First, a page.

From lecturer to friend

Jeeven Nadanakumar (LLB '16, BEc '16, GDipLegPrac '18)
08 Dec 2022

While sitting in Moeen Cheema's legal theory lectures at ANU, I never imagined that years later I'd be hosting him for dinner in Islamabad.

The decision to study law and economics at the Australian National University (ANU) came naturally to me as I have always had an interest in public policy and governance in Australia.
ANU prepared me well for the foreign service. In both of my degrees, I wanted to be able to link an academic understanding of the subject matter to the day-to-day development of policy and delivery of public services. Increasingly, I discovered there was an international dimension to almost everything I learned. I've since used the skills I learned across both degrees over my career with the Department of Foreign Affairs and Trade (DFAT).
But what was most useful to me were the professional and social connections I made. One such connection was my lecturer in legal theory, Associate Professor Moeen Cheema, who had a particular speciality in law, governance and development in Pakistan. He always used case studies of the Pakistani experience of constitutionalism, governance and understanding of legal theory. At the time, I probably should have paid more attention, but I never expected our paths to cross again.
After graduating and joining DFAT, I was dispatched on my first diplomatic posting - to Pakistan of all places. Suddenly all that I'd learned in Moeen's class was key to my new role, and we reconnected. It was surreal - first he was my teacher, then an interlocutor who helped me better understand Pakistan's system of governance.
He used to visit Pakistan regularly for research on judicial review and criminal justice reform, so we would frequently catch up. Not only did I value his expertise, we became friends over time and even travelled together through rural Punjab.
One day, over dinner at my house in Islamabad, Moeen told me he was about to publish his new book about constitutionalism in Pakistan. He needed an image for the cover and was trying to source a photo of the Supreme Court. I showed him a photo on my phone that I had taken of the building when it was lit up beautifully for Pakistan's Independence Day celebrations. He loved it and the book was published this year with that photo I took on the front.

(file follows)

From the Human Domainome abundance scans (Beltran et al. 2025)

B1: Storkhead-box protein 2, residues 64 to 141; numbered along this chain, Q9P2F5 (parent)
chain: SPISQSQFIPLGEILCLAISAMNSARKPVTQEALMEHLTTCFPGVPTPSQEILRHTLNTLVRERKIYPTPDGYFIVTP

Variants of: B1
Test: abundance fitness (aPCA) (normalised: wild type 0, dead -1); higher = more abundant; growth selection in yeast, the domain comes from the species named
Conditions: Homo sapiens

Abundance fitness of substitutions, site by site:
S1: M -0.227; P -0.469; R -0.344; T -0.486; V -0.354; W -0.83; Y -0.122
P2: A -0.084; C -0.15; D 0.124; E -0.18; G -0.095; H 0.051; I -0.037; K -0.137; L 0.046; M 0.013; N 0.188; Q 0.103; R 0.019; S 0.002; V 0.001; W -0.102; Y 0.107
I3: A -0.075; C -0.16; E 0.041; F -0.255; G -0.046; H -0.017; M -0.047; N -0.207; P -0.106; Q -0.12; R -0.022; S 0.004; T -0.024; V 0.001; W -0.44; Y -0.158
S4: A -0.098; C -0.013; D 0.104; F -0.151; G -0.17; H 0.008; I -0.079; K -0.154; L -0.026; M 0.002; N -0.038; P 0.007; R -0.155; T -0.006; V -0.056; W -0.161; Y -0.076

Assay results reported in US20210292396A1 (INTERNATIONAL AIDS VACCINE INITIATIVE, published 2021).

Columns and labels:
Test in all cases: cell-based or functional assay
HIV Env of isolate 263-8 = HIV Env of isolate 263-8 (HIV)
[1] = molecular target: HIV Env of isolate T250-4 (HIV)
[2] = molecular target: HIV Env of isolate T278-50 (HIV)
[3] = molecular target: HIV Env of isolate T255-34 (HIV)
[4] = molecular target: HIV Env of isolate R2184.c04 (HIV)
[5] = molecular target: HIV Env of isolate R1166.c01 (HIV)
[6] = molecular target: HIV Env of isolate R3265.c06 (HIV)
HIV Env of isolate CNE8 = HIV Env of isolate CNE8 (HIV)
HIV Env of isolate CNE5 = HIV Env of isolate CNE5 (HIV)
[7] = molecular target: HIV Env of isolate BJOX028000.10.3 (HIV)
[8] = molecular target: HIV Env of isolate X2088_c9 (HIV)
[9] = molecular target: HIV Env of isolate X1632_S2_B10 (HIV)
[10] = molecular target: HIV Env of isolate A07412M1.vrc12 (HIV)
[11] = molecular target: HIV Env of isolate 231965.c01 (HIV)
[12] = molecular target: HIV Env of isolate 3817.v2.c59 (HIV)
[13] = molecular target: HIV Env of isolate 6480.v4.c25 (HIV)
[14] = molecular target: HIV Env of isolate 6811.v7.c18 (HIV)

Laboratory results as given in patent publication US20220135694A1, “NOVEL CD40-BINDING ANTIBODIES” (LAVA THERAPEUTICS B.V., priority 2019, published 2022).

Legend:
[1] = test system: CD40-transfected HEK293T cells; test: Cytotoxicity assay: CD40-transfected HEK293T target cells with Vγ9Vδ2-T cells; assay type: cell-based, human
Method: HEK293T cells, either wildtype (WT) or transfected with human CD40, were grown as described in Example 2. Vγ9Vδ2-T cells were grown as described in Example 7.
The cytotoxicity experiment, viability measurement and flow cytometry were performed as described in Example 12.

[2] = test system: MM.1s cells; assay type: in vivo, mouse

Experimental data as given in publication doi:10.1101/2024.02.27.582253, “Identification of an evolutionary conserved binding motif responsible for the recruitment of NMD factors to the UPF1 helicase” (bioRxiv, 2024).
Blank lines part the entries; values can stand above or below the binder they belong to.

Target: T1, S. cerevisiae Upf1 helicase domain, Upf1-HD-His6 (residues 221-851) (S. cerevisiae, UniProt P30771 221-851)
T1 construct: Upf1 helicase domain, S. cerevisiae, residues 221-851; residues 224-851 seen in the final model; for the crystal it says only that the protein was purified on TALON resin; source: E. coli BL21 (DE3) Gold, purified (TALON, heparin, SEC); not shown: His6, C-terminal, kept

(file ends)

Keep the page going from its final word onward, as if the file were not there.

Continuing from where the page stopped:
A relationship that I never thought twice about ended up turning into a significant connection for me after leaving university. And, just as it is for the stories of many others, ANU was the place that brought that connection together.
Associate Professor Matthew Zagor, who taught me a number of subjects including public, constitutional and refugee law, was the one who encouraged me to consider a career with DFAT. I wrote my Honours thesis on refugee law with him because the way he taught that subject inspired me to consider the human impacts of our legal and political frameworks. He supported me to explore refugee narratives from a public policy perspective and helped me apply a legal lens to it.
Matthew's own approach to refugee law was never a purely academic exercise - it came from a place of personal interest and human connection. During my posting, I had the opportunity to work on Australia's largest humanitarian evacuation operation following the fall of Kabul in 2021. It was a highlight of my career and an honour to assist so many Afghans reach Australia. Writing an academic thesis on refugee law never really prepares you for an operation like that. Matthew's approach influenced the way I engaged with Afghan families on the ground, trying to connect with them in a compassionate and empathetic way as they courageously fled extremely challenging circumstances.
When I graduated from ANU, I could never have imagined that two years later I'd arrive in Islamabad for a three-year assignment. The posting turned out to be one of the most rewarding periods of my life. The only reason that happened was because I kept an open mind about my career, and the opportunities I put my hand up for. And most importantly and unexpectedly, the people I met at university like Moeen and Matthew continued to be sources of inspiration.

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